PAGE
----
Controlling glyphosate-resistant kochia in field pea

Layering Group 14 herbicides saflufenacil or carfentrazone + sulfentrazone pre-plant with a Group 2/6 imazamox/bentazon post-emergent treatment can effectively control glyphosate- and ALS inhibitor-resistant (Group 9 + 2) kochia in field pea. Layering will also help to reduce herbicide selection pressure through the use of multiple effective herbicide modes-of-action.

In the most recent surveys, glyphosate-resistant (Group 9) kochia has been found across the Prairies. The 2017 Alberta survey found 50% of kochia populations were glyphosate-resistant. The 2018 Manitoba survey found 58% were glyphosate-resistant, and populations in Saskatchewan are expected to show similar levels in the next herbicide-resistance survey. All kochia is also considered resistant to Group 2 (ALS inhibitor) herbicides on the Prairies.

Field experiments were conducted near Lethbridge, Alberta in 2013-2015 and Coalhurst, Alberta in 2013-2014 to determine which herbicides applied in the fall, pre-plant and post-emergent could effectively control glyphosate- and ALS inhibitor-resistant kochia in field pea. At Lethbridge, field pea was established following an oat cover crop in 2013 and silage barley in 2014 and 2015. At Coalhurst, field pea was seeded into chemical fallow plots in both years.

Ten herbicide treatments were compared:

Active ingredient Trade Name Application timing* Herbicide Group
Ethalfluralin Edge Microactive Fall 3
Pyroxasulfone Pyroxasulfone** Fall 15
Flumioxazin (low rate) Valtera Fall 14
Flumioxazin (high rate) Valtera Fall 14
Ethalfluralin + pyroxasulfone Edge Microactive + pyroxasulfone Fall 3 + 15
Ethalfluralin + flumioxazin Edge Microactve + Valtera Fall 3 + 14
Carfentrazone + sulfentrazone Aim EC + Authority 480 PP + PP 14 + 14
Imazamox + Bentazon Viper ADV Post 2 + 6
Ethalfluralin fb. Imazamox/Bentazon Edge Microactive fb. Viper ADV Fall fb. Post 3 fb. 2/6
Saflufenacil fb Imazamox/Bentazon Heat fb. Viper ADV PP fb. Post 14 fb. 2/6

*Fall-applied herbicides were applied in the spring in 2013, otherwise in the fall in 2014 and 2015

**Pyroxasulfone is currently sold in a pre-mix with other active ingredients.

Legend: fb., followed by; PP, pre-plant 7-10 days before seeding POST, post-emergence at field pea 3-6 node stage;

Source: Adapted from Torbiak et al. 2021.

Layering herbicides will provide the most effective kochia control

In 2013, the low rate of flumioxazin pre-plant, carfentrazone + sulfentrazone pre-plant, or imazamox/bentazon post-emergent alone or preceded by spring-applied ethalfluralin or saflufenacil, consistently provided greater than 80% control of kochia.

In 2014 and 2015, carfentrazone + sulfentrazone pre-plant, imazamox/bentazon post-emergent alone or preceded by saflufenacil pre-plant resulted in greater than 80% kochia control or more than 80% kochia biomass reduction.

Over the three years, the only herbicide to consistently reduce kochia density was carfentrazone + sulfentrazone pre-plant. In addition, the imazamox/bentazon alone post-emergent treatment was the only treatment  to provide at least an 80% reduction in kochia biomass across the sites.

In terms of visible control, carfentrazone + sulfentrazone pre-plant and saflufenacil pre-plant followed by  imazamox/bentazon post-emergent were the only treatments that provided more than 80% control of kochia across the 3 years.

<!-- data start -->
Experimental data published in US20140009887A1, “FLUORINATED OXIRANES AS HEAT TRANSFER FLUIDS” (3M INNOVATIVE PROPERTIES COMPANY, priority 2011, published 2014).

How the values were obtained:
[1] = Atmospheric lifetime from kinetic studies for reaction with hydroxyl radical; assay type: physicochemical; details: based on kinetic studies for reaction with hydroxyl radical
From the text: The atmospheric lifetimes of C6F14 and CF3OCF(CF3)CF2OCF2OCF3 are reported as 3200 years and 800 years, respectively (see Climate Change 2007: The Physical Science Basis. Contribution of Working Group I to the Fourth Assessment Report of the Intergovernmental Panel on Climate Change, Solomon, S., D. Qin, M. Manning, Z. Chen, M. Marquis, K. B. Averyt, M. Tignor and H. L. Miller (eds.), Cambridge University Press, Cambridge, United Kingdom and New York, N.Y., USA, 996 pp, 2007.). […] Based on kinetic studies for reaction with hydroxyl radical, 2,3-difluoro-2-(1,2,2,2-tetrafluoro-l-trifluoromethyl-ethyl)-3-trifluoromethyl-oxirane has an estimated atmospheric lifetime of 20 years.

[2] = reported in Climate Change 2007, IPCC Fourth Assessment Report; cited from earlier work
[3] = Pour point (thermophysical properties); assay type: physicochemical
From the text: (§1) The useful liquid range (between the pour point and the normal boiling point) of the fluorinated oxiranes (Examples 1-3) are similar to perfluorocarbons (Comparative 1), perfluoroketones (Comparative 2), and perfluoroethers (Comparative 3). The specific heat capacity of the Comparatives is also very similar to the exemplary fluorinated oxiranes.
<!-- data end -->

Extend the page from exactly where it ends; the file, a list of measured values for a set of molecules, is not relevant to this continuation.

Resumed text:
The researchers reported that while a combination of carfentrazone + sulfentrazone pre-plant followed by imazamox/bentazon post-emergent was not applied in this study, based on these results, this combination suggests that excellent control could be achieve by layering these herbicides for kochia control in field pea.

Based on the experiments, the researchers came to several conclusions. The first was that while the Group 14 herbicides were effective in controlling glyphosate-resistant kochia in this, and other studies, over-use of these herbicides should be avoided and they should be used strategically in crops like field pea where few effective herbicide options exist.

Another conclusion was that while the imazamox/bentazon post-emergent application alone was effective in controlling the Group 9/2 biotypes, that control relied on only Group 6 Bentazon for control, as the Group 2 imazamox would not have been effective on this biotype. As a result, this combination should be applied in a layering program with other herbicide Groups to reduce the selection pressure on Group 6 Bentazon.

Finally, the researchers recognize that as herbicide resistance continues to reduce kochia control options, such as the confirmation of Group 4- (dicamba and fluroxypyr) resistant kochia, other non-herbicide strategies will be necessary to decrease herbicide selection pressure.  These can include strategic crop rotations to include other crops targeting the kochia critical period for weed seed control, and improving the competitiveness of less-competitive field pea through the use of leafy pea cultivars, and higher seeding rates.

This research was supported by the Alberta Barley Commission, Alberta Canola Producers Commission, Alberta Crop Industry Development Fund, Alberta Wheat Commission, BASF Canada, Dow AgroSciences, Nufarm Canada, Valent Canada, and Western Grains Research Foundation.

Alysha T. Torbiak, Robert Blackshaw, Randall N. Brandt, Bill Hamman, and Charles M. Geddes. Glyphosate- and acetolactate synthase inhibitor-resistant kochia (Bassia scoparia) control in field pea. Canadian Journal of Plant Science. Just-IN

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